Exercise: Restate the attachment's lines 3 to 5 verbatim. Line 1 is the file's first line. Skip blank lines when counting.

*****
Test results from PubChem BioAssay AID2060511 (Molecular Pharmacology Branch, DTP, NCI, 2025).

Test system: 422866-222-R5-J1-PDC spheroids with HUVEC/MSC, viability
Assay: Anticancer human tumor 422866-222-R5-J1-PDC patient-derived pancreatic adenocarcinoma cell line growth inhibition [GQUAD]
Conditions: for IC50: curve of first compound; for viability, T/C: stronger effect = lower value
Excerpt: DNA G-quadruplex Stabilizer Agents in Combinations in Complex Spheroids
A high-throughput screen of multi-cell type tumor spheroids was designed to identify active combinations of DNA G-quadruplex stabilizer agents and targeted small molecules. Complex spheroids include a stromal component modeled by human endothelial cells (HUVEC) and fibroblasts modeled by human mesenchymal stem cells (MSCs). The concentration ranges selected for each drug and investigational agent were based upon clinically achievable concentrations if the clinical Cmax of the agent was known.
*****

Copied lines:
Assay: Anticancer human tumor 422866-222-R5-J1-PDC patient-derived pancreatic adenocarcinoma cell line growth inhibition [GQUAD]
Conditions: for IC50: curve of first compound; for viability, T/C: stronger effect = lower value
Excerpt: DNA G-quadruplex Stabilizer Agents in Combinations in Complex Spheroids